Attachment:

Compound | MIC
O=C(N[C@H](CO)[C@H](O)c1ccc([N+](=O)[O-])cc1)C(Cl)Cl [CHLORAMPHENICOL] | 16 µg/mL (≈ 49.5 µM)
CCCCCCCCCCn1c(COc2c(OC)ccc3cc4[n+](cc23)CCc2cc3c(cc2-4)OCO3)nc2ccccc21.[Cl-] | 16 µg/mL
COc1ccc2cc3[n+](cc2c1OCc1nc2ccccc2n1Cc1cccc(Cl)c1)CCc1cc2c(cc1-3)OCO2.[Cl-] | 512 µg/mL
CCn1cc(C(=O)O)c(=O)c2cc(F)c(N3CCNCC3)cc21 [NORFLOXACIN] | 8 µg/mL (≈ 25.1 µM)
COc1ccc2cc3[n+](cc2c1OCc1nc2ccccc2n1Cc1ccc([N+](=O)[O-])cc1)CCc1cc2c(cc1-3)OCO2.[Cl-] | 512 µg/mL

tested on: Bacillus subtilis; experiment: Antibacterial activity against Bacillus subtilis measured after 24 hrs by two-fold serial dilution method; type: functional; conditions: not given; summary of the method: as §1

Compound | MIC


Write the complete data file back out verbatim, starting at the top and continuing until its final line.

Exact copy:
Compound | MIC
O=C(N[C@H](CO)[C@H](O)c1ccc([N+](=O)[O-])cc1)C(Cl)Cl [CHLORAMPHENICOL] | 16 µg/mL (≈ 49.5 µM)
CCCCCCCCCCn1c(COc2c(OC)ccc3cc4[n+](cc23)CCc2cc3c(cc2-4)OCO3)nc2ccccc21.[Cl-] | 16 µg/mL
COc1ccc2cc3[n+](cc2c1OCc1nc2ccccc2n1Cc1cccc(Cl)c1)CCc1cc2c(cc1-3)OCO2.[Cl-] | 512 µg/mL
CCn1cc(C(=O)O)c(=O)c2cc(F)c(N3CCNCC3)cc21 [NORFLOXACIN] | 8 µg/mL (≈ 25.1 µM)
COc1ccc2cc3[n+](cc2c1OCc1nc2ccccc2n1Cc1ccc([N+](=O)[O-])cc1)CCc1cc2c(cc1-3)OCO2.[Cl-] | 512 µg/mL

tested on: Bacillus subtilis; experiment: Antibacterial activity against Bacillus subtilis measured after 24 hrs by two-fold serial dilution method; type: functional; conditions: not given; summary of the method: as §1

Compound | MIC